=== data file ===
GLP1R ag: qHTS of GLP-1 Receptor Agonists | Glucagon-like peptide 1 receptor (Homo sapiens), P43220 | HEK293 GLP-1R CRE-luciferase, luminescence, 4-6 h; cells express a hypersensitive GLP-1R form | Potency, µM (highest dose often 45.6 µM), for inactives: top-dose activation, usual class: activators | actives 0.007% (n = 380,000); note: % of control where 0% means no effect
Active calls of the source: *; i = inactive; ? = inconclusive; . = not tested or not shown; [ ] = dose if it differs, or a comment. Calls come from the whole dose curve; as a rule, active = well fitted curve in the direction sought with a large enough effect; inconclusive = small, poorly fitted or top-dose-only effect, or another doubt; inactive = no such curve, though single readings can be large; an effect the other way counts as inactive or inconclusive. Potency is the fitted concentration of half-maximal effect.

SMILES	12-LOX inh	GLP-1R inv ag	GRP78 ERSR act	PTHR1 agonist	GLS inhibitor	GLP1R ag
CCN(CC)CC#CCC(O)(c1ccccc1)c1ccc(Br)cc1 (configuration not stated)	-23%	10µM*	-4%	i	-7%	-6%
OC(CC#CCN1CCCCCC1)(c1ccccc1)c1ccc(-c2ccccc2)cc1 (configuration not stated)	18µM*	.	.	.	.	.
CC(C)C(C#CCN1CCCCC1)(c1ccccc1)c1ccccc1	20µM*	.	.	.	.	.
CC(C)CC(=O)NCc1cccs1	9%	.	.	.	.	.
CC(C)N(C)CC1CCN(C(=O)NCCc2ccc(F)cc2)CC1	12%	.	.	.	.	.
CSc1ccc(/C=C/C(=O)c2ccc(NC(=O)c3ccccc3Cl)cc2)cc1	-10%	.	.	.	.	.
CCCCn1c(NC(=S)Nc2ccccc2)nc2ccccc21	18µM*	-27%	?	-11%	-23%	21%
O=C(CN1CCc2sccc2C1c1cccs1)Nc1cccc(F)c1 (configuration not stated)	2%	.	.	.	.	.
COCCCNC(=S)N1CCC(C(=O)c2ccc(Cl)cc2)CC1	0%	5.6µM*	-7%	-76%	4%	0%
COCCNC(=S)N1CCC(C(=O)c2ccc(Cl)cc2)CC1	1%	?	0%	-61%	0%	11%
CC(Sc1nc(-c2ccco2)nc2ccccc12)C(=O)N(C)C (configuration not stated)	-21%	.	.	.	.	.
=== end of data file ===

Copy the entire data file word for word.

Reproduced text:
GLP1R ag: qHTS of GLP-1 Receptor Agonists | Glucagon-like peptide 1 receptor (Homo sapiens), P43220 | HEK293 GLP-1R CRE-luciferase, luminescence, 4-6 h; cells express a hypersensitive GLP-1R form | Potency, µM (highest dose often 45.6 µM), for inactives: top-dose activation, usual class: activators | actives 0.007% (n = 380,000); note: % of control where 0% means no effect
Active calls of the source: *; i = inactive; ? = inconclusive; . = not tested or not shown; [ ] = dose if it differs, or a comment. Calls come from the whole dose curve; as a rule, active = well fitted curve in the direction sought with a large enough effect; inconclusive = small, poorly fitted or top-dose-only effect, or another doubt; inactive = no such curve, though single readings can be large; an effect the other way counts as inactive or inconclusive. Potency is the fitted concentration of half-maximal effect.

SMILES	12-LOX inh	GLP-1R inv ag	GRP78 ERSR act	PTHR1 agonist	GLS inhibitor	GLP1R ag
CCN(CC)CC#CCC(O)(c1ccccc1)c1ccc(Br)cc1 (configuration not stated)	-23%	10µM*	-4%	i	-7%	-6%
OC(CC#CCN1CCCCCC1)(c1ccccc1)c1ccc(-c2ccccc2)cc1 (configuration not stated)	18µM*	.	.	.	.	.
CC(C)C(C#CCN1CCCCC1)(c1ccccc1)c1ccccc1	20µM*	.	.	.	.	.
CC(C)CC(=O)NCc1cccs1	9%	.	.	.	.	.
CC(C)N(C)CC1CCN(C(=O)NCCc2ccc(F)cc2)CC1	12%	.	.	.	.	.
CSc1ccc(/C=C/C(=O)c2ccc(NC(=O)c3ccccc3Cl)cc2)cc1	-10%	.	.	.	.	.
CCCCn1c(NC(=S)Nc2ccccc2)nc2ccccc21	18µM*	-27%	?	-11%	-23%	21%
O=C(CN1CCc2sccc2C1c1cccs1)Nc1cccc(F)c1 (configuration not stated)	2%	.	.	.	.	.
COCCCNC(=S)N1CCC(C(=O)c2ccc(Cl)cc2)CC1	0%	5.6µM*	-7%	-76%	4%	0%
COCCNC(=S)N1CCC(C(=O)c2ccc(Cl)cc2)CC1	1%	?	0%	-61%	0%	11%
CC(Sc1nc(-c2ccco2)nc2ccccc12)C(=O)N(C)C (configuration not stated)	-21%	.	.	.	.	.